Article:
In Memory of George Davidson
Home ] Up ] Photo Galleries ] Town Guides ] Notables ] Community ] News ] Places ] History ] Search ] Contact Us ]

No one made me laugh with quite the same exuberance as my brother George, but the source of that laughter ceased on February 1, 2011 when two weeks short of his seventy-third birthday, his maker called him home. Laughter seems an unlikely ingredient for a boy born as the middle child in a family of eleven, but laughter was a key component of the man he would become. His ability to make me and others laugh was attributable to his comedic timing.

As a large family growing up in Maybole in the late forties and fifties, George often remarked of our childhood: “We could disagree with four or five siblings and still have plenty of playmates at the end of the day.” Sometimes as the laughter subsided and punishment was doled out for childhood misdeeds, George often took the brunt of it, even though the blame lay elsewhere.

My earliest memories of George are as a big brother and mentor, he was always there for me, but we were as different as two human beings could be; he was calm and collected, while I was angry and volatile. He was confident and gregarious, I was shy and introverted. As we grew older our lives remained intact, even though we lived three thousand miles apart. Despite our differences we shared many of the same pleasures: golf, opera, poetry and literature.

When George married the love of his life, Meryl Colquhoun, I had the privilege of being the best man at their wedding, which took place in the U.S.A. Following a two year stint in the United States Army, George and Meryl returned to Scotland, where he attended Jordan Hill College. They eventually settled into their own home in the border country, where they raised a family.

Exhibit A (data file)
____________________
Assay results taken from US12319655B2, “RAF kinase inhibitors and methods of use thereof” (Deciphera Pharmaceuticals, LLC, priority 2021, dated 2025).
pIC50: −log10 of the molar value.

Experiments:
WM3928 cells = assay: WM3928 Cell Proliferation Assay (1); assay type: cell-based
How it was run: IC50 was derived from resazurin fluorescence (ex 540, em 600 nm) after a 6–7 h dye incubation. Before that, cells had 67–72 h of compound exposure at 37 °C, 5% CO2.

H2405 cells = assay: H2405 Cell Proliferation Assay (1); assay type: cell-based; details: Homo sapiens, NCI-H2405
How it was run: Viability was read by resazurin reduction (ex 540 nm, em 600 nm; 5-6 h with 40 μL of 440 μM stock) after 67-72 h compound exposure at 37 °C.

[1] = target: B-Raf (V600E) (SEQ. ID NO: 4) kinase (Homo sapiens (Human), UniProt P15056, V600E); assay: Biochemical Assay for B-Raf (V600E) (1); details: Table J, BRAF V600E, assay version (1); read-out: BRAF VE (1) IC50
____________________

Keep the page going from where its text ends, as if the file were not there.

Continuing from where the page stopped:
George’s greatest legacy is undoubtedly his family and he is survived by his wife Meryl and their four Children: Geryl, Darren, Jaren and Verne. Grandchildren: Kelly, Morgan, Ruby, Robbie, Buster and Manor. Great grandchild: Dexter. Besides being a great family man he was also a man of many talents; he was an excellent golfer, a teacher and councilor, the pastor of an Edinburgh church and a man of strong convictions with great religious fervor. In his spare time he dabbled in culinary fare and the hospitality of the Davidson house remains legendary. Somewhere along the way he found time to teach himself to play the banjo. He was a gifted writer and poet and contributed several short stories to the Maybole website shortly before he became ill. He was also published in The Plain Truth Magazine. His article entitled: “What, me prejudiced?” This article gives a true sense of who he really was. It was published in the April-May 2001 edition.

When he was younger he could be a tough task master if the occasion demanded it, and like most of us, he mellowed with the years but he still demanded from himself the very best and he expected the same from those around him.

The family wishes to say a very special thanks to friends and relatives who made the trip to Peebles for his funeral service. To those of us who knew and loved him, his presence will be forever missed.                                W.D. April 23, 2011

Webmaster note:

George Davidson contributed several excellent articles on his remembrances of  Maybole to this website.
See The Music Teacher,
 The Inspector and Tacketty Boots.

George's brother William Davidson has also contributed many poems. See Poems of Maybole and Carrick including this a remembrance of his brother - Dear Brother Friend.